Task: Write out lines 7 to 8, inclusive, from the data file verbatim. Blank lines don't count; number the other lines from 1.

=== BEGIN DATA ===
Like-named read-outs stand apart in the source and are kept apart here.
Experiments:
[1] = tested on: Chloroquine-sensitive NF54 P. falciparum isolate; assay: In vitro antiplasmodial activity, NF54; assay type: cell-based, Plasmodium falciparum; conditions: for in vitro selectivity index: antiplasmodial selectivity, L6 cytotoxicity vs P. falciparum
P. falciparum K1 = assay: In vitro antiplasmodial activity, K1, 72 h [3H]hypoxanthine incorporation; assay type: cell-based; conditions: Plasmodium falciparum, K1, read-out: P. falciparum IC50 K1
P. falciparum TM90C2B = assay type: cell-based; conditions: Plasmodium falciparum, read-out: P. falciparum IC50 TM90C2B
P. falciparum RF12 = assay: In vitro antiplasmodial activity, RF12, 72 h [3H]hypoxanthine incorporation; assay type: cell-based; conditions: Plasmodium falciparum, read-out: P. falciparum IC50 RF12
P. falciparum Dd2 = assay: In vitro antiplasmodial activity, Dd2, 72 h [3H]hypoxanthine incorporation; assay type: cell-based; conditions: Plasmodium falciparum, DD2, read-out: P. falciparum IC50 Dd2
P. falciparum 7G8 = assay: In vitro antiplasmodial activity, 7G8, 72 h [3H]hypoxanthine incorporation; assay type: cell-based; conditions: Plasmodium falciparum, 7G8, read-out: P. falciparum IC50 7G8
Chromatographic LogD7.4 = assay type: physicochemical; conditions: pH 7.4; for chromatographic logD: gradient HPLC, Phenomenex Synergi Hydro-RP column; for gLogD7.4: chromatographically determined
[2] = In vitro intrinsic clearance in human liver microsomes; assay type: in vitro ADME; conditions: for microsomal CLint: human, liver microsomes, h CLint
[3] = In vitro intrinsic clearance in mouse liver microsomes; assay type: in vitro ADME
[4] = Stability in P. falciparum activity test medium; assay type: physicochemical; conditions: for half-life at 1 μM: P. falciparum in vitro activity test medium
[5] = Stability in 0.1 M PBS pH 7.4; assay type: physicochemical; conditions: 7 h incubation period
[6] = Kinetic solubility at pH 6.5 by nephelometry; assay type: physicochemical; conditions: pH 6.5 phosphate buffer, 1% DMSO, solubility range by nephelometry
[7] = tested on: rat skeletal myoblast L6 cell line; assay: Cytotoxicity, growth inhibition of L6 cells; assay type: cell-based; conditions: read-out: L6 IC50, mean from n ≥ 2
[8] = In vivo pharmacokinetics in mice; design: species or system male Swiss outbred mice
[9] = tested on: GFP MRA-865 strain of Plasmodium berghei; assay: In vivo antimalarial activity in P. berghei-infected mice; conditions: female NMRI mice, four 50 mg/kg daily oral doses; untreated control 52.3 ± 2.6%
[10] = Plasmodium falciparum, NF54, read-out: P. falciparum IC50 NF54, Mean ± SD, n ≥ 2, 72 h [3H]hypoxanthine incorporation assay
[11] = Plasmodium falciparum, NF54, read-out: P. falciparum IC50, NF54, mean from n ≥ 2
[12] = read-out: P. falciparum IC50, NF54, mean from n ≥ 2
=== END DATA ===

P. falciparum Dd2 = assay: In vitro antiplasmodial activity, Dd2, 72 h [3H]hypoxanthine incorporation; assay type: cell-based; conditions: Plasmodium falciparum, DD2, read-out: P. falciparum IC50 Dd2
P. falciparum 7G8 = assay: In vitro antiplasmodial activity, 7G8, 72 h [3H]hypoxanthine incorporation; assay type: cell-based; conditions: Plasmodium falciparum, 7G8, read-out: P. falciparum IC50 7G8